By on March 5, 2019

Image: Morgan Motor Company

We’re a long way from the days when the United Kingdom not only hosted a slew of independent automakers, it owned some of them. For decades, brands fell away as most of the remaining automakers found new parents living on the wrong side of the English Channel. Jaguar, Land Rover, Rolls-Royce, Bentley, Mini, Lotus, and now Morgan.

Known for its famed 3-Wheeler and persistence in retaining wood construction elements and running boards, the 110-year-old automaker just handed a majority stake to an Italian investment firm. The sound you hear might be Union Jacks being lowered in Malvern Link.

According to The Guardian, the new owner is Investindustrial, which holds stakes in both Aston Martin and Ducati. The deal’s price was not disclosed, though the Morgan family will retain a minority stake in the company that bears their name. As well, managers and workers will keep a piece of the brand.

Associated most closely with its iconic Plus 4 model (itself a modified 4/4, a car first offered in 1936), Morgan hand-builds about 700-850 vehicles each year. Offering a range of bespoke classics like the 3-Wheeler, Plus 4, and Plus 8 (now Roadster), Morgan builds heritage into each of its vehicles. It still uses a development of its original 1909 sliding pillar suspension system on older models.

Image: Morgan Motor Company

The acquisition is expected to be completed in April. As one would expect, Morgan didn’t exactly spread doom and gloom in its official announcement. Wealthy foreign owners have done wonders for the stability of other British marques.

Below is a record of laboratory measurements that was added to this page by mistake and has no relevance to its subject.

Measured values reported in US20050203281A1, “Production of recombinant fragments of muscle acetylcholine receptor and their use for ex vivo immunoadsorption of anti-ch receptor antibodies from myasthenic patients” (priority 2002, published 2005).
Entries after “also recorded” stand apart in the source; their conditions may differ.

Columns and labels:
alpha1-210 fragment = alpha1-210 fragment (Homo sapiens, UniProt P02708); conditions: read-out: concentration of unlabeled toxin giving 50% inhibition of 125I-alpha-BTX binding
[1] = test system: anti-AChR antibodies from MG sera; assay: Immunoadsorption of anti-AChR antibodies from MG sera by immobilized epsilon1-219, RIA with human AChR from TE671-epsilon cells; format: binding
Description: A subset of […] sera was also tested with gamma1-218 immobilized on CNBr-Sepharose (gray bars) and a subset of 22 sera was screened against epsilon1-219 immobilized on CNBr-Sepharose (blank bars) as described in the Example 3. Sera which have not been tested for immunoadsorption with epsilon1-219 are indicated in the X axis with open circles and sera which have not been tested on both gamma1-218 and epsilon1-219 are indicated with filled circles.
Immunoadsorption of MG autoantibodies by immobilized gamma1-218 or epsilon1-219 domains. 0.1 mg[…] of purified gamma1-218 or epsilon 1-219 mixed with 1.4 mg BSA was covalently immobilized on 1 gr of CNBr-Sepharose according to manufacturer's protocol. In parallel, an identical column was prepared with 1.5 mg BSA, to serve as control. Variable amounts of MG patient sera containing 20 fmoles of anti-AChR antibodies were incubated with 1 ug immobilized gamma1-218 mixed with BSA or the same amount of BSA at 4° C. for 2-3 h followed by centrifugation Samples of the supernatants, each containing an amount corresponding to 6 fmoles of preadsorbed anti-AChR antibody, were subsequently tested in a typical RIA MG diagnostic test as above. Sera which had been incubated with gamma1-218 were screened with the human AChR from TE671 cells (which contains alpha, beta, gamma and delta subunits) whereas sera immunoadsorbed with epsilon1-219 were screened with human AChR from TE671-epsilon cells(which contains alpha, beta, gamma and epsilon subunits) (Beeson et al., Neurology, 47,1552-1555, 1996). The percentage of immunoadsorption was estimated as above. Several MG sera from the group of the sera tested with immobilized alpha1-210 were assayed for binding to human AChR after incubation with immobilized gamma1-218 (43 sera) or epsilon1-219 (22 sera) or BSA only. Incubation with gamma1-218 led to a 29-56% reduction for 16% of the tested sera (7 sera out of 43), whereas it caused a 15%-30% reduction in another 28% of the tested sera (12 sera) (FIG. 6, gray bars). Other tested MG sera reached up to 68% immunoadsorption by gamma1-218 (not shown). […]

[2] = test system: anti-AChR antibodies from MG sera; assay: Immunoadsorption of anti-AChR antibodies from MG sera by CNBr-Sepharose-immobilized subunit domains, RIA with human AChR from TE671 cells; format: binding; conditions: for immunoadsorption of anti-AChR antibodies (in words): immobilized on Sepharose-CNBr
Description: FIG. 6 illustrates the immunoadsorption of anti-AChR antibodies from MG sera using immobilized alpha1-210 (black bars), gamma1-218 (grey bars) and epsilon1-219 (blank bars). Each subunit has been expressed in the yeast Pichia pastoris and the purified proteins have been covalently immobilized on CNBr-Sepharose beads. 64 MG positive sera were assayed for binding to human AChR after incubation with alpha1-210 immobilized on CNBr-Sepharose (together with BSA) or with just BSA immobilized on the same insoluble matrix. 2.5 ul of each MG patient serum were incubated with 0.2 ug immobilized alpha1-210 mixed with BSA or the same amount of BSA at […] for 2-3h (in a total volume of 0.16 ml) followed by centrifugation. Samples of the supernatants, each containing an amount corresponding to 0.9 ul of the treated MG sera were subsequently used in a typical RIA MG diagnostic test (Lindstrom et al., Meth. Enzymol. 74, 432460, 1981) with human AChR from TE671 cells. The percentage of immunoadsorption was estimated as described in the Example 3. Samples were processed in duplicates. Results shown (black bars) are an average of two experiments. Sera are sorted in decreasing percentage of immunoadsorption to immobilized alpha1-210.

“As part of the transaction, and as a sign of its long-term faith in the company and the wider British automotive sector, Investindustrial will support Morgan to accelerate new product development, after the launch today of the new Plus Six at the Geneva motor show, the first to adopt the company’s new CX-Generation architecture, increase global distribution and broaden customers’ experience with unique events, enabling Morgan to fulfil its global potential as an iconic maker of hand-built British sports cars,” the automaker said on its website.

“Morgan will continue to focus on its niche classic segment within the automotive sector, with bespoke manufacturing, hand-built products, and the use of ash remaining central to its strategy. Investindustrial will work closely with current management and the wider Morgan family to make sure that future development of the business will be respectful of and remain true to the company’s unique heritage.”

The automaker touted its new parent’s experience in the auto sector as a reason for its (and its fans’) confidence.

Image: Morgan

Jill Price, granddaughter of company founder Henry “Harry” Morgan and the longest-serving family director, stated, “Having very carefully considered all options for the future success of Morgan, the family concluded that this new ownership structure and Investindustrial, have the pedigree and resources to secure the long-term future of Morgan.”

“It was important for the family to retain a shareholding,” she said, “and we are delighted that our loyal management team and workforce will now also have a share in the business going forward.”

Steve Morris, Morgan’s CEO, called the company’s future “bright,” adding that Investindustrial’s presence will help the automaker develop its “global potential.”

As mentioned, the Plus Six (seen above) debuted in Geneva this week, boasting a 3.0-liter twin-turbo BMW inline-six and eight-speed automatic. With a dry weight of less than 2,400 pounds, the Plus Six should attain a top speed of 166 mph. A removable hardtop is available.